Comets, Carbonaceous Meteorites, and the Origin of the Biosphere

  • Hoover R.B.


Evidence for indigenous microfossils in carbonaceous meteorites suggests that the paradigm of the endogenous origin of life on Earth should be reconsidered. It is now widely accepted that comets and carbonaceous meteorites played an important role in the delivery of water, organics and life-critical biogenic elements to the early Earth and facilitated the origin and evolution of the Earth’s biosphere. However, the detection of embedded microfossils and mats in carbonaceous meteorites implies that comets and meteorites may have played a direct role in the delivery of intact microorganisms and that the biosphere may extend far into the cosmos. Recent space observations have found the nuclei of comets to have very low albedos (˜0.03) and these jet-black surfaces can become very hot (T ˜ 400 K) near perihelion. This chapter reviews recent observational data on comets and suggests that liquid water pools could exist in cavities and fissures between the internal ices and rocks and the exterior carbonaceous crust. The presence of light and liquid water near the surface of the nucleus enhances the possibility that comets could harbor prokaryotic extremophiles (e.g., cyanobacteria, sulfur bacteria and archaea) capable of growth over a wide range of temperatures. The hypothesis that comets are the parent bodies of the CI1 and the CM2 carbonaceous meteorites is advanced. Electron microscopy images will be presented showing forms interpreted as indigenous microfossils embedded in freshly fractured interior surfaces of the Orgueil (CI1) and Murchison (CM2) meteorites. The size range and morphological characteristics of these forms are consistent with known representatives of morphotypes of all five subsections (orders) of Phylum Cyanobacteria. Energy dispersive X-ray spectroscopy (EDS) elemental data show that the forms in the meteorites have anomalous C/N and C/S as compared with modern extremophiles and cyanobacteria. These images and spectral data indicate that the clearly biogenic and embedded remains cannot be interpreted as recent biological contaminants and therefore are indigenous microfossils in the meteorites.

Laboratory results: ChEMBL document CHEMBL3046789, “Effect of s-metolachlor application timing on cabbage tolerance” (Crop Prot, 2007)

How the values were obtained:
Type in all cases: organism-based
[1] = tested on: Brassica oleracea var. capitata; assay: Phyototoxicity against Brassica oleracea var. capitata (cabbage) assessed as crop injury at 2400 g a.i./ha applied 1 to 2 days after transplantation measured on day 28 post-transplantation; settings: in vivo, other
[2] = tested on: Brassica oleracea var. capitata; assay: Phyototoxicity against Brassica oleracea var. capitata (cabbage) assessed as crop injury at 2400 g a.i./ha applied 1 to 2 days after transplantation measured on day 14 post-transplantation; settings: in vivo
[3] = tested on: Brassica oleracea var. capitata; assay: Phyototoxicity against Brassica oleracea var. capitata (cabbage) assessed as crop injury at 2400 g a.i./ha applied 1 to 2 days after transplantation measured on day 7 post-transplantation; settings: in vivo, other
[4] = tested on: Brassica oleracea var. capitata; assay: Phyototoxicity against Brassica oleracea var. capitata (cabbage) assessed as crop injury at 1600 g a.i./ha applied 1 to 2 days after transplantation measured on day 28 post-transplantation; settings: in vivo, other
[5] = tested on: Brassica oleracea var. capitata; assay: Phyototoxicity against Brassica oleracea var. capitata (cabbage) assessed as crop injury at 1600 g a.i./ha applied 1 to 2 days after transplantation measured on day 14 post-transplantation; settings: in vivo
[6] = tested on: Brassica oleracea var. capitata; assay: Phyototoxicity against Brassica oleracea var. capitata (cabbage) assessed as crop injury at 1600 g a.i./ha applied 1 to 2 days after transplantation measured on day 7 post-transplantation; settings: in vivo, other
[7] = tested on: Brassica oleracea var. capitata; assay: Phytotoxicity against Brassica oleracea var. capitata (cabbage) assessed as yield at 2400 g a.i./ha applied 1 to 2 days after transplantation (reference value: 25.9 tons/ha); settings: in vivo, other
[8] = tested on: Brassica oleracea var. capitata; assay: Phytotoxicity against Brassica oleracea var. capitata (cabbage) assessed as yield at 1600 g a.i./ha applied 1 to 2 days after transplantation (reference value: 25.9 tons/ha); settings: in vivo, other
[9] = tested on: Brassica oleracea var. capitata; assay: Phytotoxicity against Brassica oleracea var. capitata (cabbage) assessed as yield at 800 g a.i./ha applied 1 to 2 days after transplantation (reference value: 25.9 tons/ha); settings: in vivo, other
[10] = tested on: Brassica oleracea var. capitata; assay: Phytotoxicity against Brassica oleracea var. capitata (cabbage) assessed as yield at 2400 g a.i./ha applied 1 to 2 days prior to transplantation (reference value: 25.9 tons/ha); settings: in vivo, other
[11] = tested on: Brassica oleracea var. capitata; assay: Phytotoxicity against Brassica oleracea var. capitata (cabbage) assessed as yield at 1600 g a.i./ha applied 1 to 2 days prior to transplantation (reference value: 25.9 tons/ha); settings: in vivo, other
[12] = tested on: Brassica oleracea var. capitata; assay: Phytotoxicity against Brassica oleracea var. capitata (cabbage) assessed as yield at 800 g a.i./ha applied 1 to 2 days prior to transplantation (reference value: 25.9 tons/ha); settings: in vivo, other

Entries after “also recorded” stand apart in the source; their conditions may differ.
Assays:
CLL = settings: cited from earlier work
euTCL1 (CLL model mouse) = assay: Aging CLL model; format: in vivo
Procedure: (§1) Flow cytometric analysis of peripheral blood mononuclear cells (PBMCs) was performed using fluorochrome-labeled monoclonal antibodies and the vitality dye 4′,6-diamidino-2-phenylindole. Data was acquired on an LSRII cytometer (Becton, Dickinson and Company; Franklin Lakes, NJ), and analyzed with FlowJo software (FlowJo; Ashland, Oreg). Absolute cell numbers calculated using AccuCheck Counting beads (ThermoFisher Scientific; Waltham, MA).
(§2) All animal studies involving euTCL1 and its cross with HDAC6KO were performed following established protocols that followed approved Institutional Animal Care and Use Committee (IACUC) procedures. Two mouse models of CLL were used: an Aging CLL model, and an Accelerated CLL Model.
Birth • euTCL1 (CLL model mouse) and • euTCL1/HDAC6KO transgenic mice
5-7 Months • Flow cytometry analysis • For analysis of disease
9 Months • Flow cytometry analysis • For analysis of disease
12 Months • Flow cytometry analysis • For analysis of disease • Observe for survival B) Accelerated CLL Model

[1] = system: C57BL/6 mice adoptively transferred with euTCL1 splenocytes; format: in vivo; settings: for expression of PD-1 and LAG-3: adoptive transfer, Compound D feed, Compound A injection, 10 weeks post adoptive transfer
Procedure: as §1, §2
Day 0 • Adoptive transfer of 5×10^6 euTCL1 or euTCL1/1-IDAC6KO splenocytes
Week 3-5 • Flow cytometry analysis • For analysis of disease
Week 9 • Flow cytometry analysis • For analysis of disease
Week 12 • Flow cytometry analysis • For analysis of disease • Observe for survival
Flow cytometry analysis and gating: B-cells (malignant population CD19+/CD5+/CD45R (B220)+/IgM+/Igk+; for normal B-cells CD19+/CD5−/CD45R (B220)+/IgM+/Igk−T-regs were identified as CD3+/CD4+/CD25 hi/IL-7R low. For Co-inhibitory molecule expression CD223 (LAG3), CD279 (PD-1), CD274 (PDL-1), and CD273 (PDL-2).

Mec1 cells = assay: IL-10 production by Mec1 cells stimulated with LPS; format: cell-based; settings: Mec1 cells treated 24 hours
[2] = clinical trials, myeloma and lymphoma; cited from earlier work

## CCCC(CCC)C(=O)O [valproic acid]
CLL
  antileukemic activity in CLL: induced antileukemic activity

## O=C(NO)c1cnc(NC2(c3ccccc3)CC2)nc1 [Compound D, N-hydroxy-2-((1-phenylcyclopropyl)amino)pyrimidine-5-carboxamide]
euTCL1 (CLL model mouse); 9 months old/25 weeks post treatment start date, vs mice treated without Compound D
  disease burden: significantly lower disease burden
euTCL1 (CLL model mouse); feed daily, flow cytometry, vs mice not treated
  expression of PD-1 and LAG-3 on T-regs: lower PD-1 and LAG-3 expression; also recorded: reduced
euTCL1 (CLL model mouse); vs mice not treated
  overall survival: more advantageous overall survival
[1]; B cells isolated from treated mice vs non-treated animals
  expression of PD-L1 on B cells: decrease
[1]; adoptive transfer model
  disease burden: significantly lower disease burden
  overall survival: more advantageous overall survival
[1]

Filamentous Cyanobacterium Cometary Nucleus Carbonaceous Chondrite Volcanogenic Massive Sulphide Volcanogenic Massive Sulphide Deposit 
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Copyright information

© Springer Science+Business Media, LLC 2008

Authors and Affiliations

  • Hoover R.B.
    • 1
  1. 1.Astrobiology LaboratoryNASA/NSSTCHuntsvilleUSA

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